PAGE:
Enrique Márquez: “Venezuela has slowed down on its way to self-destruction” | International


The rector of the National Electoral Council, Enrique Márquez, poses for a portrait at the organization's headquarters in Caracas, Venezuela, this Friday.
The rector of the National Electoral Council, Enrique Márquez, poses for a portrait at the organization’s headquarters in Caracas, Venezuela, this Friday.Andrea Hernandez Briceño

Enrique Márquez is seated behind his wooden desk in an ordinary, average civil servant’s office, in which the bathroom door has been damaged. “It would be sexier to be on the street celebrating the fall of a dictator, but this is the way we have,” explains Márquez, one of the two opponents that Chavismo has integrated into the National Electoral Committee (CNE) and has granted the vice presidency. The body has organized the regional elections this Sunday, a litmus test to see if President Nicolás Maduro is willing to embrace the electoral route as a way out of the country’s crisis. Márquez, as part of the opposition, believes that Venezuela must rebuild the institutions that make democracy possible and restore confidence in the vote, which is currently non-existent, to citizens. Although that, Márquez insists, is not as heroic as a revolution.

Question. With the regional elections, does the Venezuelan government rehearse a political opening to decompress the pressure?

Answer. It certainly is. The mission is technically very robust, it looks very difficult to alter any results. Recently there was a very important audit that was not done by CNE personnel, but by a group of academics. It lasted a month and there was a complete inspection of the voting machine and the entire system, transmitted in streaming. It was very successful. They speak of a reliable, robust, secure system. We have done 18 other audits before, including the biometric system, and we created the CNE fingerprint bank. Multiple voting is not possible. The system protects the vote.

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P. The credibility of the electoral institution of which you are vice president is badly damaged in Venezuela.

R. That is why we have endeavored to make the audit transparent. That people can see the system. You cannot cheat.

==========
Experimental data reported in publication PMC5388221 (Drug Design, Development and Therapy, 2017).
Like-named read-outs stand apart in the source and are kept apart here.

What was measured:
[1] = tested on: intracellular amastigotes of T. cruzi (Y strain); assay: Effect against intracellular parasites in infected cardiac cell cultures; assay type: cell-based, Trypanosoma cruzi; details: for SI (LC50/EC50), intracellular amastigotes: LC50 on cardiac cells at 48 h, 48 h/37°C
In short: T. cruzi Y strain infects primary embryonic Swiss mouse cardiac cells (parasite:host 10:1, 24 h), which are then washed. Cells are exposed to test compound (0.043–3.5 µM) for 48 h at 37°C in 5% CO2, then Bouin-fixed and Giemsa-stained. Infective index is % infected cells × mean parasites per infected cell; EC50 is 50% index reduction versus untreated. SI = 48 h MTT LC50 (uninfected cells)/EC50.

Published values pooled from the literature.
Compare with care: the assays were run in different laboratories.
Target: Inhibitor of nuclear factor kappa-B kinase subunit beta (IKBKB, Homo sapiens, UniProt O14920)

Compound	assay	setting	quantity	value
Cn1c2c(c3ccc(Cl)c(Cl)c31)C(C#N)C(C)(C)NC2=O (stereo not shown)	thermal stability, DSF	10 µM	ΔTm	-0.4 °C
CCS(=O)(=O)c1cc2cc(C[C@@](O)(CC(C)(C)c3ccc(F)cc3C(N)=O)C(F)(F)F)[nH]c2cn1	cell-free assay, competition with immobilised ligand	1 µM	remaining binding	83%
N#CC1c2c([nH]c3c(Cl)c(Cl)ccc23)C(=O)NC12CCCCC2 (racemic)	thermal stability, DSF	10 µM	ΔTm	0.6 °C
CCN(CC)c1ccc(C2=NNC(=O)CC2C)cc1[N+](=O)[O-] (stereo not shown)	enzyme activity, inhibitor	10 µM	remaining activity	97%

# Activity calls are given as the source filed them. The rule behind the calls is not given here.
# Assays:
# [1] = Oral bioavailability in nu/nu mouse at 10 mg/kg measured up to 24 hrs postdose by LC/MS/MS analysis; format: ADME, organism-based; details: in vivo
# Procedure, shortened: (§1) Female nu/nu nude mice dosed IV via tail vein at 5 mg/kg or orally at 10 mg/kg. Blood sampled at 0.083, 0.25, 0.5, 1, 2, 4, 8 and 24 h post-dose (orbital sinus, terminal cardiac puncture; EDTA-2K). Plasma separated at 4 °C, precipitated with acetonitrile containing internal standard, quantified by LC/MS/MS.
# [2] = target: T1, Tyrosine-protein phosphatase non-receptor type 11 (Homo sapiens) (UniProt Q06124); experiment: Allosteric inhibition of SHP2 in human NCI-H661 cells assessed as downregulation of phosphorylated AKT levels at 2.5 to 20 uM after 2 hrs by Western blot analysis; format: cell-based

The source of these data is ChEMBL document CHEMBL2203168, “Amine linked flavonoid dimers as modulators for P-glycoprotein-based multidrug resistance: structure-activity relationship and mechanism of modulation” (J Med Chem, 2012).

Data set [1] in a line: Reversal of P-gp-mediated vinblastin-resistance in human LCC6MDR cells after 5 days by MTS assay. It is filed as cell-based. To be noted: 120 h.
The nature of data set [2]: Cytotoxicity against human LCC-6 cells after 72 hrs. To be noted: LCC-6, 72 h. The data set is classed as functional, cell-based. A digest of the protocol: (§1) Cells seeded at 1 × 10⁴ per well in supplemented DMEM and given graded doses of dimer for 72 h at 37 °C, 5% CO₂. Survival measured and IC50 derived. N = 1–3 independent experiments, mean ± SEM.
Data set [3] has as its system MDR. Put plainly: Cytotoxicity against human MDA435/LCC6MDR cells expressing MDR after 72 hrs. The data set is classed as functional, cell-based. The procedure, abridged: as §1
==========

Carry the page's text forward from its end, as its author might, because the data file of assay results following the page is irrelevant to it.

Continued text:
P. The criticism has been focused on the political decisions that comprise the process, which all seem to seek to favor Chavismo.

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R. The other decision that was made was international observation (the EU, UN and the Carter center). There was no electoral observation mission in the country since 2006. The CNE did not request it. In 2012, he even denied the request. That change is positive. That does not mean that everything is fine, there are many things that are wrong. The Electoral Registry was also audited again, which still has flaws, of course.

P. What are the most important pending issues to be resolved?

R. There are some issues that are attributed to the CNE, but for the moment we cannot fix. The issue of the parties and their prosecution by the Superior Court of Justice, which has intervened with the parties and their directives, something on which I totally disagree. In addition to those of the Opposition – AD, Primero Justicia, Voluntad Popular – there are 11 parties allied to Chavismo intervened by the TSJ. The Venezuelan parties are not democratic, they do not have internal elections. There must be an institutional agreement to promote this with the TSJ. The other stain of the current institutionality are the disqualifications by administrative means. Our Constitution provides for political disqualification as an accessory penalty in a judicial sentence, but at this time the comptroller’s office does not grant the indicated candidates the right to defense. The political will of the State is required. It is planned to solve this problem at the negotiating table in Mexico (confrontation between the government and the opposition).

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P. Isn’t defending an electoral scenario so dominated by Chavismo a risk for a political leader like you, a lifelong opponent?

R. Of course, yes, although in Venezuela the winds of change are blowing in society, which has been discovered almost on a suicidal path and has slowed down towards self-destruction. I vindicate the role that businessmen (less politicized and more pragmatic) have decided to play. Also the Catholic Church and the turn of the most important opposition parties, returning to a very difficult route, but indispensable as it is the political route. Less sexy, of course. When I made the decision to be here, I put all my political capital into cultivating a path that I consider is the only one the country has: tolerating us, living together in a democracy. For there to be democracy we have to rebuild the institutions that allow democracy to exist.